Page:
Shop Tips & Tricks #30: Shop Tips and Tricks #27-B (Stop wasting paint!)

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Blog entry by GnarlyErik posted 04-24-2022 08:19 PM 924 reads 0 times favorited 4 comments Add to Favorites Watch
« Part 29: Large Format Compass & Layout Tools Part 30 of Shop Tips & Tricks series no next part

As a child of a child of the Great Depression, I have a deeply ingrained respect for conservation of resources.

I save the smallest bit of usable wood for example, never throw nails away after pulling any, sweep up my sanding dust for glue filler/expander and all sorts of things like that. Maybe I do go overboard with it, but the fact is I simply cannot bear to see anything go to waste.

One thing which has always annoyed me is that it is next to impossible to use all the paint out of a can unless you use it all in one go. If you’re doing touch-up, or just use an ounce or two for something, you’re almost guaranteed to have a film form over what’s left in the can. Guess what that film is made of? Why it’s paint of course – paint that you probably paid good money for! It’s easy to waste up to a quarter of a quart can of paint if you use it only an ounce or two at the time.

I’ve tried all kinds of things to combat wasted paint over the years. None of them work as well as I want. I even published a blog entry on this very subject in my Lumberjocks blog a couple years ago.

I did discover that you can buy a sprayable gas to squirt into your paint can after you’ve used some which is supposed to prevent a film from forming by replacing the air in the can, but that seems like a partial fix to me. But a couple weeks ago I stumbled across something which seems to be working a charm for me, at least in the short term so far. In a hobby store I bought some tempura paint for something or other, and it came in a 4-ounce plastic tube with a closable cap.

“Hmm?” I sez to myself. “Duh! So, THAT’S why expensive artist’s paints come in tubes! I wonder if I can clean these tempera tubes out and use them for my oil-based paints?”

I use high-quality oil-based paints and varnish almost exclusively for my work, and cost is one big reason I try not to waste any of it. However, I could see no easy way to clean out the tempera pouches, or get my oil-based paint into the tubes afterwards. So, I started researching resealable plastic pouches and lo and behold, guess what?

By golly, there really are such things made for, of all things, baby food! I ordered a set of six in the seven ounce size to give it a try. They work like a charm! They refill from the bottom with the nozzle cap in place (important!), and since after they are filled they are turned cap side up, all the air rises to the nozzle end where it is squeezed flat. The pouches seal completely with no leakage whatsoever. The paint can be used in any amount, from almost a drop or two to the full amount that’s left in the pouch. There is almost no air at all left in the tube when the cap is replaced, therefore no skim can form. If paint starts to firm up in the nozzle area it is easily pulled out since it does not stick to the plastic nozzle or pouch itself. I haven’t tried cleaning out any of the pouches yet, but don’t see why I should need to do so, since I will merely refill them when they run low.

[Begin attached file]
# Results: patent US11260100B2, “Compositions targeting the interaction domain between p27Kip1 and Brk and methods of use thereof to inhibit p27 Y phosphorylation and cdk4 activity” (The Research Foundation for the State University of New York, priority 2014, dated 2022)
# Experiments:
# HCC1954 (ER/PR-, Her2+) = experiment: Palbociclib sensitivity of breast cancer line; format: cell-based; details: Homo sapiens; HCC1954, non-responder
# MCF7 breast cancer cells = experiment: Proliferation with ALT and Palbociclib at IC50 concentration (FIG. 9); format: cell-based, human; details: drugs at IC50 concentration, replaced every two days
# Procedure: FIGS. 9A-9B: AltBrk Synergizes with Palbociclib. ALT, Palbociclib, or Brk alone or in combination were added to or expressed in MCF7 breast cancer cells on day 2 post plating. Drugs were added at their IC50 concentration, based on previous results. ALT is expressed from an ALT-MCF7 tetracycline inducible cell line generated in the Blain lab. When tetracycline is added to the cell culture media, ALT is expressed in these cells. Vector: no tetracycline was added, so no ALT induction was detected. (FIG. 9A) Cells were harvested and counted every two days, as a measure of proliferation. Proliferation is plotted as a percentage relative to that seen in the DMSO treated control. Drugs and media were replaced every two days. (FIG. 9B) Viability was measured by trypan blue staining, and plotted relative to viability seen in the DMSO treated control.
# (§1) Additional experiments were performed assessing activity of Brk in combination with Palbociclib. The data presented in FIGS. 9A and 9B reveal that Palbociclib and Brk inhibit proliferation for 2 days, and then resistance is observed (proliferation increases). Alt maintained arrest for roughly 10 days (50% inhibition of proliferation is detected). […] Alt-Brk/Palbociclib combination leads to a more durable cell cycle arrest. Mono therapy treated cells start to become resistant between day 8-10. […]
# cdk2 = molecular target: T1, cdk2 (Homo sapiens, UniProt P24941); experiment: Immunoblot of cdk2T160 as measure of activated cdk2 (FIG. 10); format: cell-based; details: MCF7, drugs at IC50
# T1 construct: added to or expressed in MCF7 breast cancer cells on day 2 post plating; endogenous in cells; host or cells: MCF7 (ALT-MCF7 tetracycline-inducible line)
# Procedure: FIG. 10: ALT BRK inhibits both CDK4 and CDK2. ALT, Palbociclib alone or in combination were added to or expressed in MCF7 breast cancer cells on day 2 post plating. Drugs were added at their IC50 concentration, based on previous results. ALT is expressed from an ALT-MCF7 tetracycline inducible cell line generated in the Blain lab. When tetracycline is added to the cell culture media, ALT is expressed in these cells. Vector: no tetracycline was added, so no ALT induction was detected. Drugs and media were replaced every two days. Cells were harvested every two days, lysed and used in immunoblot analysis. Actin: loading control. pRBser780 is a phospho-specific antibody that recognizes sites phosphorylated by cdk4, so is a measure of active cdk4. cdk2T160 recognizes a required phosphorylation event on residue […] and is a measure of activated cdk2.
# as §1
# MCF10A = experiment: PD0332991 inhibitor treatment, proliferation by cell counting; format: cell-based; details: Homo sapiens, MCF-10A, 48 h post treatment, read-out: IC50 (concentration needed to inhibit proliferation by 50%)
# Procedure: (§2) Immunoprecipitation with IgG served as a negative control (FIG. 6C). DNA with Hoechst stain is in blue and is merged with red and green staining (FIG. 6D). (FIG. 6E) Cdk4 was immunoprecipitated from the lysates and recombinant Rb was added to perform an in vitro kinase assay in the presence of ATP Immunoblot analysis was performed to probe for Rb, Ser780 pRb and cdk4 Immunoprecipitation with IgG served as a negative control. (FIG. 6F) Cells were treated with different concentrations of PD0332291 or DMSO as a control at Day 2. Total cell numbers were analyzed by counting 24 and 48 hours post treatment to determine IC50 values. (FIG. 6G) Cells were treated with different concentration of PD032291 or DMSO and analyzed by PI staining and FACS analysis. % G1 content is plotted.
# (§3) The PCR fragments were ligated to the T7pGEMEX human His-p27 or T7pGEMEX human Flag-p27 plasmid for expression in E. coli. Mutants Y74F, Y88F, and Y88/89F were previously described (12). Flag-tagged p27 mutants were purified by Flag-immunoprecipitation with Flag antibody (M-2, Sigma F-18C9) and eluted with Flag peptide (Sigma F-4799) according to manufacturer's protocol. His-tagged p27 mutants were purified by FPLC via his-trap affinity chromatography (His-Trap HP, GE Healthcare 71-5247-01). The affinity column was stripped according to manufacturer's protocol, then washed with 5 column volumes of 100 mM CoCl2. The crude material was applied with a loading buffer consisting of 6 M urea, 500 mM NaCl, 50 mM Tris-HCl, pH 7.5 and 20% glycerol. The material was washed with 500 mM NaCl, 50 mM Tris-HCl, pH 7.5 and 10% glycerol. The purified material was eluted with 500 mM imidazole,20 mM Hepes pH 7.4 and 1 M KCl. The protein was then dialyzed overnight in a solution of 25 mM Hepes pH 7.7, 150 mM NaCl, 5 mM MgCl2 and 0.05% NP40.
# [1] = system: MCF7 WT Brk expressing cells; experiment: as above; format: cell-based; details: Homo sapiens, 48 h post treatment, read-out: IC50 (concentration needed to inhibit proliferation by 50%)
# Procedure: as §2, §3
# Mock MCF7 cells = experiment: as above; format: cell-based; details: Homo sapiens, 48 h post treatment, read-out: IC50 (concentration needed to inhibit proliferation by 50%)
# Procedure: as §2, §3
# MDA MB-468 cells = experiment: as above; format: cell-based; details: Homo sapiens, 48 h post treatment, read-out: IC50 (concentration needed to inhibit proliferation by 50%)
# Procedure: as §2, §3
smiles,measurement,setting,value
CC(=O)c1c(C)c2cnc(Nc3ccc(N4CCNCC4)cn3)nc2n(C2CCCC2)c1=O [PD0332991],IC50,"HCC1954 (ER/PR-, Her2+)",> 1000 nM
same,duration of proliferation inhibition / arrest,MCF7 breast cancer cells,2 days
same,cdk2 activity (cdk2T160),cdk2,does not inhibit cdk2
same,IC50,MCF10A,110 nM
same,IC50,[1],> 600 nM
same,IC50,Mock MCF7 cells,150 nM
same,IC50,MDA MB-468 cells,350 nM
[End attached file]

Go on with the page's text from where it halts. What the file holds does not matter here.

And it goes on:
I got the ‘WeeSprouts’ brand and those are just perfect! They are designed to be frozen so the plastic is tough and thick. The cost was around $11 for a set of six (I bought a second set after I tried the first ones). There are clear spots in the pouches which allows the color of the paint inside to be seen. When filling, do not fill to more than 3/4 full since when the zip closure is made it will squeeze the paint out. The pouches also allow you to save the leftovers for special custom blended colors for repeats or touch-ups. What’s not to love?

There are other brands which fill from one side, but I cannot see how those could work as well although I haven’t tried any.

I also save my empty plastic pill bottles which I cut in half on the bandsaw and then use the bottom part for small paint jobs. Small paper cups work too, but the plastic ones will sometimes melt depending on the paint which is put in them.

-- "Never let your dogma be run over by your karma!"

4 comments so far

View tyvekboy's profile


2185 posts in 4509 days

#1 posted 04-25-2022 01:21 AM

That is such a great idea. I also found gallon bags but they don’t have the zip lock bottom opening like the ones you found. I think they’d work too as all the air can be forced out after filling with paint or other liquid.

-- Tyvekboy -- Marietta, GA ………….. one can never be too organized

View Sylvain's profile


1684 posts in 3995 days

#2 posted 04-25-2022 01:26 PM

Very interesting.
Didn’t know such pouches exist.

-- Sylvain, Brussels, Belgium, Europe - The more I learn, the more there is to learn (and that is nice)

View BigAl98's profile


311 posts in 4535 days

#3 posted 04-26-2022 05:06 PM

What a great idea! Tx’s

-- Al,Midwest -To thine own self be true

View Vuddha29's profile


59 posts in 453 days

#4 posted 04-27-2022 08:43 AM

Thanks for sharing, great idea!

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